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Income inequality is surging, and there are few countries where it is rising faster than the United States. The distance between rich and poor is greater in America than nearly all other developed countries, making the US a leader in a trend that economists warn has dire consequences. GlobalPost sets out on a reporting journey to get at the ‘ground truth’ of inequality through the lenses of education, race, immigration, health care, government, labor and natural resources. The hope is to hold a mirror up to the US to see how it compares to countries around the world.

For new immigrants, an 'American nightmare' in Los Angeles

Once a promising destination for foreign jobseekers and war refugees, the City of Angels is rolling up its ladder of opportunity.

“In the past, it was very easy to find permanent opportunities,” said Jeronimo Salguero program director at the CARECEN Day Laborer Center in the Pico-Union neighborhood, now a magnet for Central American immigrants. “At this time, it’s really, really bad. When I hear on the news that unemployment is improving, I want to invite them here to the center. Here it’s not 9 percent, it’s 80 percent. It really depends what neighborhood you’re looking at.”

Migrant workers, mostly from Central America, stand waiting for work outside Home Depot in downtown L.A.
(Sim Chi Yin/VII/GlobalPost)

Salguero immigrated to Los Angeles from El Salvador in 1990, near the tail end of the Civil War that gripped his country for more than two decades and killed at least 70,000 people.

“I didn’t want to come, to be honest,” Salguero said, smiling. “I didn’t want to come because I had dreams in my country. But my family had taken a big loan and we were in danger of losing our property.”

He discovered CARECEN — an acronym for Central American Resource Center which translates from Spanish as “they lack” — in 1998 as he tried to get US government permission to return to his home country to visit his ailing father.

The permission didn’t come through in time and Salguero wasn’t able to see his father before he died. But the well-built, easygoing 46-year-old said he felt a debt of gratitude to the organization, founded in the early 1980s by Salvadoran refugees.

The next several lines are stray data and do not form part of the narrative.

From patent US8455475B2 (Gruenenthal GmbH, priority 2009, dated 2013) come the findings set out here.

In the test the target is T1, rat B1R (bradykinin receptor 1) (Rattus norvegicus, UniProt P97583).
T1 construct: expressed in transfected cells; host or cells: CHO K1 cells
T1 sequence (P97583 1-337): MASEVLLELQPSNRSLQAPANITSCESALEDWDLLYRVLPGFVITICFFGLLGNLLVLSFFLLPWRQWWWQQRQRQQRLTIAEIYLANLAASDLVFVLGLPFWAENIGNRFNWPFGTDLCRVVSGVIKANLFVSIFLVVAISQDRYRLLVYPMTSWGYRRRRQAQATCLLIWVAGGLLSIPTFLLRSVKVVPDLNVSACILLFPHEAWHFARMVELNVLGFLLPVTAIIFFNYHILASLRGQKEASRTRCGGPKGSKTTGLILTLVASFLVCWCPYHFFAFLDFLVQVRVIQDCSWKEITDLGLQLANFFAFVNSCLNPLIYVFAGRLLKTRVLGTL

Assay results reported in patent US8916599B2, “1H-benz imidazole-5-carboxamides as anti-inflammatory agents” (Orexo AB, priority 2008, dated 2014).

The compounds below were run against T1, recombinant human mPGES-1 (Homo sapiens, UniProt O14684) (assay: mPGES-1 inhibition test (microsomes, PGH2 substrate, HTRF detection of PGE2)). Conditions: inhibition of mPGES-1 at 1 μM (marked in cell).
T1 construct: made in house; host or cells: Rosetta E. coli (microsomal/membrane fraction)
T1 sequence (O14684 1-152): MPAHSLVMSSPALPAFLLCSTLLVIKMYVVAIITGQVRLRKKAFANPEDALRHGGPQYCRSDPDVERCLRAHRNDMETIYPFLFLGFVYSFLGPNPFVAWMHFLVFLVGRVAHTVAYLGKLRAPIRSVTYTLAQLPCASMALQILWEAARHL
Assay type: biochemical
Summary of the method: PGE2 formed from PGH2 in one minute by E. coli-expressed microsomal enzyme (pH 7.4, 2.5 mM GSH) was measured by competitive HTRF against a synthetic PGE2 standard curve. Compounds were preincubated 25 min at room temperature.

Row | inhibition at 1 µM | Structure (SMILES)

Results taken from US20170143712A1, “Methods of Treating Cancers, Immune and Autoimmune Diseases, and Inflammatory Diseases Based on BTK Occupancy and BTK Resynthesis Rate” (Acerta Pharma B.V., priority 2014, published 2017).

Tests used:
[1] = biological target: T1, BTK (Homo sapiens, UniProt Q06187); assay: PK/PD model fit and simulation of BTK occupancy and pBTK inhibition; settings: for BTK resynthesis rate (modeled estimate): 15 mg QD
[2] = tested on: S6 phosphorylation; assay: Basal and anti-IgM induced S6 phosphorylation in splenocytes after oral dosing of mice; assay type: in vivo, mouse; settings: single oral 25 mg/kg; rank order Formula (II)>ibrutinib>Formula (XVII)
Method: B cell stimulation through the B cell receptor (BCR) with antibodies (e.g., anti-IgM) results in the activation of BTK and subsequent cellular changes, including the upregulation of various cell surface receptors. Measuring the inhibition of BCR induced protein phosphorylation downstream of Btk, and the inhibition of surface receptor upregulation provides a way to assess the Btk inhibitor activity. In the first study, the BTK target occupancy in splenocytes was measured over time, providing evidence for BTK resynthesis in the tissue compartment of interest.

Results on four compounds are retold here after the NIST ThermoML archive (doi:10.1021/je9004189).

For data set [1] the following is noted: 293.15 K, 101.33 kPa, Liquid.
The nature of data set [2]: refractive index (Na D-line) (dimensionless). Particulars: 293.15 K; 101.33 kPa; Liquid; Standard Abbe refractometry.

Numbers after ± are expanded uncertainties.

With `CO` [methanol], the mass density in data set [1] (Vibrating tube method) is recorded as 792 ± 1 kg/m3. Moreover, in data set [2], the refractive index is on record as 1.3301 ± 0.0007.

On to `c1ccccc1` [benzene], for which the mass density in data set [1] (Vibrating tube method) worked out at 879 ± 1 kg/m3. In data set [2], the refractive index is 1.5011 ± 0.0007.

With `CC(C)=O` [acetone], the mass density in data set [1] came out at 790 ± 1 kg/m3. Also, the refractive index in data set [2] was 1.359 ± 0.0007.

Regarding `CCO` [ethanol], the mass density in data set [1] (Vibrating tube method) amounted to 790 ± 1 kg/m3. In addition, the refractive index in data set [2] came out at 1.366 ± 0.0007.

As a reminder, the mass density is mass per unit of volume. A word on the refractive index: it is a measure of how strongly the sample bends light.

After volunteering at the group’s headquarters for a year, he was offered a full-time position and began working his way up. Then in 2004, the City of Los Angeles asked CARECEN to manage the Day Laborer Center it planned to fund, near another Home Depot in the shadow of L.A.’s downtown skyscrapers.

“When they are part of the center, they are protected,” Salguero said, explaining that it was common for large contractors to offer his workers $7 per hour, below California’s minimum wage. CARECEN sets a $10 minimum. “There are many other places like street corners where workers don’t have any protection and employers take advantage of that situation.”

Salguero said he has found his calling among the day laborers of Pico-Union, who are often living far away from their families in small apartments packed with 10 or more people.

“It’s insane the situation they live in,” Salguero said. “You can open the fridge, and you aren’t going to find anything there. They don’t have the money.”

Starting early each morning, the workers can come by the center to register for open positions with rights-friendly employers and to eat donated food. The center also offers English-language classes, a library and a place to sit, chat, and watch TV as they wait for work.

Just steps away, groups of other young men forego Salguero’s help and hustle for whatever opportunities they can find in the bright L.A. sun. Even more than 2000 miles from El Salvador, Salguero is reminded of home, which he visits every year now that he is a US citizen.

“In El Salvador, we are experiencing the same kinds of situations as here: unemployment; there are many poor people and just a few rich getting the majority of the land and all the good things like that.”

Seven miles west in Beverly Hills, away from the crowded flats, pawn shops and street cart vendors, the story is different and yet familiar. To enter its carefully controlled opulence is to enter another world, as beautiful and pristine as a five-star resort. But it’s only welcoming to those with particular credentials: wealth and status.